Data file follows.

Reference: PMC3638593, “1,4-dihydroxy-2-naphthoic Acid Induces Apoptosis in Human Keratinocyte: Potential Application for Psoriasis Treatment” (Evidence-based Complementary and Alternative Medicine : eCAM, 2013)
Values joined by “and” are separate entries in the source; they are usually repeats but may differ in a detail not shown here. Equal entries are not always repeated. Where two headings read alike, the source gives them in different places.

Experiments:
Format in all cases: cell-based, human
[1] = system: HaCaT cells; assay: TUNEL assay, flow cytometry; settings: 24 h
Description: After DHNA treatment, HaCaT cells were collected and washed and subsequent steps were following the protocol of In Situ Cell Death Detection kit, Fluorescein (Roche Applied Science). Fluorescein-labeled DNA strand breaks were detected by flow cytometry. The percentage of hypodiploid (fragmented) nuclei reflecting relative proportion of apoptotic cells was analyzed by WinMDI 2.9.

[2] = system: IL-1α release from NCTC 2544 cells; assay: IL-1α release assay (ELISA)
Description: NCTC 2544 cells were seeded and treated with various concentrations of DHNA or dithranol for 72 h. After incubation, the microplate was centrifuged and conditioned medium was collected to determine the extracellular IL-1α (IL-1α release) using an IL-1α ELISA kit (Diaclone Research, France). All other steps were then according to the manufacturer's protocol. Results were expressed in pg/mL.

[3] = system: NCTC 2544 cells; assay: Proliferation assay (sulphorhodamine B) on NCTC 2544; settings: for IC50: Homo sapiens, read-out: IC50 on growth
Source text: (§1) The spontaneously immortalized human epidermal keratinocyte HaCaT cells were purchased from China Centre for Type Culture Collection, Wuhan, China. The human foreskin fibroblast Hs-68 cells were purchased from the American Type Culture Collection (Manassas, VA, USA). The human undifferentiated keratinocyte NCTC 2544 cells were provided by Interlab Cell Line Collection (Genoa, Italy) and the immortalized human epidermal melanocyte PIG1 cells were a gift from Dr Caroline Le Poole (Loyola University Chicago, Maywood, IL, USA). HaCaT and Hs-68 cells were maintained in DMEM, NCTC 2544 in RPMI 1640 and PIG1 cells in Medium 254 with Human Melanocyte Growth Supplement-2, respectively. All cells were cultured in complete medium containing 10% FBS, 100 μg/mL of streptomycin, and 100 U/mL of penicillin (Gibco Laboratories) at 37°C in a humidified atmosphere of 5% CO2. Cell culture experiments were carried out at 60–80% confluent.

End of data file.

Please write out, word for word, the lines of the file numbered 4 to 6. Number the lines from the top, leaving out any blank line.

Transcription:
Format in all cases: cell-based, human
[1] = system: HaCaT cells; assay: TUNEL assay, flow cytometry; settings: 24 h
Description: After DHNA treatment, HaCaT cells were collected and washed and subsequent steps were following the protocol of In Situ Cell Death Detection kit, Fluorescein (Roche Applied Science). Fluorescein-labeled DNA strand breaks were detected by flow cytometry. The percentage of hypodiploid (fragmented) nuclei reflecting relative proportion of apoptotic cells was analyzed by WinMDI 2.9.